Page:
Harriet Martineau was a lifelong feminist, and she became oneearly and on her own. "The woman question" was whatshe and other like-minded nineteenth-century thinkers and activistscalled what we call feminism.  In addition to giving her individualattention to women and women's concerns Martineau participatedin groups in both England and the United States that were fertileenvironments for deliberate efforts on women's behalf. Probablynot too much should be made of the fact that she wrote admiringlyof women writers in her first published piece ("Female Writersof Practical Divinity") or that she went to some length toestablish the fact that the form she used for her political economytales was derived from a woman. Still, these attributions acknowledgedinfluences from women that she valued from the first.
Her first intellectual groups, the Norwich and then the LondonUnitarians and Utilitarians, were probably far more importantin her development, since a component of the thought of both Unitarianreligion and Utilitarian philosophy was favorable to women havinga larger place in intellectual and public pursuits. Althoughthe first of Martineau's several breaches with people she hadonce favored came with W. J Fox, the Unitarian editor, becauseof his setting up a household with Eliza Flowers without marriage,Martineau was surely influenced by Fox's liberality toward talentedwomen and the intellectual role such women as Flowers played inFox's editorship. Her scruples about sexual liaisons were morestereotypically Victorian than the views and practices of manyof her associates. Yet sexuality per se was not a feminist issuein the nineteenth century. To consider it an obstacle to therealization of feminist goals is to interpret nineteenth-centuryviews in light of twentieth-century feminism which has made thelink between sexuality and gender role assignment. It is ironicfrom a contemporary feminist stance, if not from her own, thatshe regenerated or kept up correspondence or a working relationshipwith the men in such affairs, but not the women.
The American group with whom Martineau found the greatest affinityduring her 1834-1836 travels, the Garrisonian abolitionists, likethe British Unitarians and Utilitarians, valued the activity andimportance of women and was markedly more advanced on the questionthan many other groups. Anti-slavery women's groups in Americawere to provide leaders and formative ideas in its early yearsfor the movement for women's rights per se, a movement for women as well as a movement of and by women on behalf of slaves.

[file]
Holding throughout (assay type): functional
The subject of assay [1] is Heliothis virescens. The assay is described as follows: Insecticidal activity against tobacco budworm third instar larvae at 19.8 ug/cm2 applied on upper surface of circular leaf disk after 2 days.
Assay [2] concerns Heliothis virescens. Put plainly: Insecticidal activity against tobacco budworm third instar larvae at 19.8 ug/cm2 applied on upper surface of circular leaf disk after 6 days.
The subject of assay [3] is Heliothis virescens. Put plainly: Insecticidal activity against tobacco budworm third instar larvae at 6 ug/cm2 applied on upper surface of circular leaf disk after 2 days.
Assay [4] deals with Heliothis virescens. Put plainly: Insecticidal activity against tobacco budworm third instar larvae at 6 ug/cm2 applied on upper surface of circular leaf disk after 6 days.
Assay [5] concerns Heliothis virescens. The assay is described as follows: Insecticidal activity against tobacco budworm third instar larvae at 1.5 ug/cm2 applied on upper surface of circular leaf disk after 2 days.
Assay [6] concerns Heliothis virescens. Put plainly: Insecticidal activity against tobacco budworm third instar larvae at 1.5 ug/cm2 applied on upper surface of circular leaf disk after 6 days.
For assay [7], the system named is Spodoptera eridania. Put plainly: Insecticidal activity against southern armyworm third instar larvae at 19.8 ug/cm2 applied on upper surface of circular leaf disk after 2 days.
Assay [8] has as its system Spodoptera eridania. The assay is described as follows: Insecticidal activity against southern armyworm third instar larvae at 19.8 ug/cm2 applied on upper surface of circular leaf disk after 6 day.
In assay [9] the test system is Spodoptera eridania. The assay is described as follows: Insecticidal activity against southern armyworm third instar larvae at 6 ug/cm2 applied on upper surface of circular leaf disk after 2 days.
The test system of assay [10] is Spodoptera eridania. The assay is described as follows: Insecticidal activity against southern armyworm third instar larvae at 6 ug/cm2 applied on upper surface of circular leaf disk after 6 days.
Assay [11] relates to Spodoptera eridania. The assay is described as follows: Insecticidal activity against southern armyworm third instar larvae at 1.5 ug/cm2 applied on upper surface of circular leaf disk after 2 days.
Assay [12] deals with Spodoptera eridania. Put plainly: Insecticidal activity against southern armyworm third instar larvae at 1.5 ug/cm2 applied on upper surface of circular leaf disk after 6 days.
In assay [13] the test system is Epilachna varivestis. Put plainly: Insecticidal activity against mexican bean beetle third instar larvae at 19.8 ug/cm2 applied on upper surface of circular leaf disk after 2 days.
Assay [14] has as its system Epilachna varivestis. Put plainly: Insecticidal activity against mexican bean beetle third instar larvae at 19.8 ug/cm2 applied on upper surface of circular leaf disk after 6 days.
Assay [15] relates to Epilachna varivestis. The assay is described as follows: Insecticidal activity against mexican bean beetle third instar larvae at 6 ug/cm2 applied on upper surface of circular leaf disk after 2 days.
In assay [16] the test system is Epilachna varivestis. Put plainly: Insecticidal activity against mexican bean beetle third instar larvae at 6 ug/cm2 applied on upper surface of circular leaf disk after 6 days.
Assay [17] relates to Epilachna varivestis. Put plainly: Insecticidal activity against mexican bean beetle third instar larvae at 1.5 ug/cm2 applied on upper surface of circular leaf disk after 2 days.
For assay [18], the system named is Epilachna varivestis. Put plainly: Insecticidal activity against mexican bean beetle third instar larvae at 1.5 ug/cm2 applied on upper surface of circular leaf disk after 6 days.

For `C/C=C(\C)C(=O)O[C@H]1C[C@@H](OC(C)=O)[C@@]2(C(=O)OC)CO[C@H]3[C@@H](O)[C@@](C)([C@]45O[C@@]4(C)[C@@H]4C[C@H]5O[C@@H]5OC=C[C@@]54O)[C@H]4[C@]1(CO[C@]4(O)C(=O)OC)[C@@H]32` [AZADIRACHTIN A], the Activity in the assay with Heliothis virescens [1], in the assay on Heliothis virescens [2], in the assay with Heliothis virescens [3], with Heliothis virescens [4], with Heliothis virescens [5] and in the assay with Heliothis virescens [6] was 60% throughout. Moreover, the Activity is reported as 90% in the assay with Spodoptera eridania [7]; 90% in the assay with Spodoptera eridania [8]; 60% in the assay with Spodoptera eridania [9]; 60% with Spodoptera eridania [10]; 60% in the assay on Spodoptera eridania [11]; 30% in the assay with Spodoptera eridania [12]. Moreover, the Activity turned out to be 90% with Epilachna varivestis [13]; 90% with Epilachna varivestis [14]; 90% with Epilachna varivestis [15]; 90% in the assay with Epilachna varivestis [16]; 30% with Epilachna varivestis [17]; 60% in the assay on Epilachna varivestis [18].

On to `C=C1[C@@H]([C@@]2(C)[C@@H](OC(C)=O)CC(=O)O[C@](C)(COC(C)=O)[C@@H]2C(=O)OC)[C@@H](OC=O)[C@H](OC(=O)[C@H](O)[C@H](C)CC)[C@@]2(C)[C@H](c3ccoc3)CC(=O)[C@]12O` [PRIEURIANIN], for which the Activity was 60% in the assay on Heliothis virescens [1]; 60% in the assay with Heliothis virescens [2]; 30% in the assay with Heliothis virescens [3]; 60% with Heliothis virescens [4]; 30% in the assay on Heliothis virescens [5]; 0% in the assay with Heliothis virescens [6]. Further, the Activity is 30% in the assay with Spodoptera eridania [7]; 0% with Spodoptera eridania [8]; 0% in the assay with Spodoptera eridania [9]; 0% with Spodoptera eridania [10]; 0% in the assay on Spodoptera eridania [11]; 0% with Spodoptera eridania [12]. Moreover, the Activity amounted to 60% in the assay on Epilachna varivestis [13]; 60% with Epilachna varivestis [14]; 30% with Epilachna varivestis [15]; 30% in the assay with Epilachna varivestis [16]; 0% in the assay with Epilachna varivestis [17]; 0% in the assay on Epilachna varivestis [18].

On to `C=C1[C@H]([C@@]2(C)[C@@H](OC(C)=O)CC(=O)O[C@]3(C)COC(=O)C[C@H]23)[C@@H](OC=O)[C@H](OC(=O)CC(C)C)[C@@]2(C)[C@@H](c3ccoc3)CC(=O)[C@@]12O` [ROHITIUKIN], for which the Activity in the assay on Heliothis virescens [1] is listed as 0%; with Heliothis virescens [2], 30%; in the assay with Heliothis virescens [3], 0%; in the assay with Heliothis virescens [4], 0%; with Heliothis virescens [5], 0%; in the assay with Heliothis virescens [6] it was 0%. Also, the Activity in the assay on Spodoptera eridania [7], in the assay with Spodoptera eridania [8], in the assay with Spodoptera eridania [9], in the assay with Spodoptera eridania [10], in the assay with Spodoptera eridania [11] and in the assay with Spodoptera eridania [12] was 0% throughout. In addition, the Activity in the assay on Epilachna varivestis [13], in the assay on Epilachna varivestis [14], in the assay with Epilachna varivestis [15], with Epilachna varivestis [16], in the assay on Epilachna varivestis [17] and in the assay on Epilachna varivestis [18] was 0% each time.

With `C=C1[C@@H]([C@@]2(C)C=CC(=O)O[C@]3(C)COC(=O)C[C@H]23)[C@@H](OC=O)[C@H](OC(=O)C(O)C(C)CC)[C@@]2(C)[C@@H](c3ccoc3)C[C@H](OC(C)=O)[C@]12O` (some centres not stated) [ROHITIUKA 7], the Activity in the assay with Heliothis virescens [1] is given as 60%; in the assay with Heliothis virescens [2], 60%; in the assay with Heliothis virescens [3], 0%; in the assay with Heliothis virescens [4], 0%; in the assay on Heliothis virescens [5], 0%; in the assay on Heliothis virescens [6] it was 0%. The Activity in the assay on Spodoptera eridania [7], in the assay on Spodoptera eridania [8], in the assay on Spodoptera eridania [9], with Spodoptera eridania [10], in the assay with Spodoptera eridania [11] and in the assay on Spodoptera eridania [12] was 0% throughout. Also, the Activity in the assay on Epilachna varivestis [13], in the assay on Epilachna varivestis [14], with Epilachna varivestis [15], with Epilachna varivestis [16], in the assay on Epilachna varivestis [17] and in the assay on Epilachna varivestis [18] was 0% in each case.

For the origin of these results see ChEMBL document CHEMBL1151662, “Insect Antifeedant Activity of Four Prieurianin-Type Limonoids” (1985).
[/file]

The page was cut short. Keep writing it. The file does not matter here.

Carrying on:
The five pieces that follow are ones in which Martineau addressedfeminism in some general way. In the opening selection she questionsthe advisability of marriage for everyone, a position that requiredconsiderable bravery in 1838. She raised the question as a meansof making judgments about the character of a society, but whateverits intent, it was a courageous question to ask and one that anticipatessuch contrasting variations of the theme in the 1970s as KateMillett's "sexual politics" and Jessie Bernard's studyof "his" and "hers" marriages that yield greaterbenefits to men and lesser benefits to women. Martineau was shrewdand discerning to pick the place of women and the treatment ofwomen in marriage as indices of a society's distinctiveness.
In How to Observe Morals and Manners she set up criteriafor analyzing a society. Published after her books on the UnitedStates, Society in America and Retrospect of WesternTravel, it reflects the method of comparative study of societiesused in those books. She set down what she believed to be anappropriate set of principles, laws of right and wrong, if youwill, and then gauged the society by how well she thought it metthe principles. As the title suggests, these principles had todo with "morals," deep values held and acted upon, and"manners," assumptions and practices of courtesy, kindness,politeness, or the absence thereof, the surface manifestationsof moral depth.
This work was indeed an early sociological work on method, asAlice Rossi has claimed. Martineau goes halfway toward what earlyanthropologists and sociologists several decades later hoped toachieve. That is, her methodological approach involved the attemptto evolve some detached criteria for objectivity. That far, shesucceeds in being a primitive scientist. But the other half ofher approach provides her limitation. She inserts her own values,quite assuredly and dogmatically, as the appropriate criteria. This was, however, four years before Comte's Positive Philosophy was published and at least thirteen years before she read it. She was herself to criticize this phase of her thinking as "metaphysical"at a later time.
Her feminism and her social science may be in conflict in thisarticle. To raise such questions about women and marriage wasimportant on women's behalf however she did it, but to do it dogmaticallyis not good enough. Calling monogamy of the English variety "thenatural method" for all coupling is application of an unexaminedvalue system. Calling for removal of inferior treatment of womenis suggesting a new one.
The second selection, "Criticism on Women," publishedin 1839, is ostensibly a review essay of three items, but is infact an essay on the abuse of women and the right of women tobe respected and honored or to be criticized according to standardsof honesty and fairness to all people. One of the persons shedefends so splendidly in this piece is the young Queen Victoria,just come to the throne in 1837. Another (this review is anonymous)is herself, attacked ad hominem for her deafness and her womanhoodafter daring to write on population
She had received vicious treatment in the reviews of "Wealand Woe in Garveloch." Writing under the editorship of JohnGibson Lockhart in the Quarterly Review, John Wilson Crokerwas the first to damn her. He wrote, "and most of all itis quite impossible not to be shocked, nay, disgusted, with manyof the unfeminine and mischievous doctrines on the principlesof social welfare. . . . A woman who thinks child-bearing a crimeagainst society! An unmarried woman who declaims againstmarriage! ! A young woman who deprecates charity and provisionfor the poor!!!"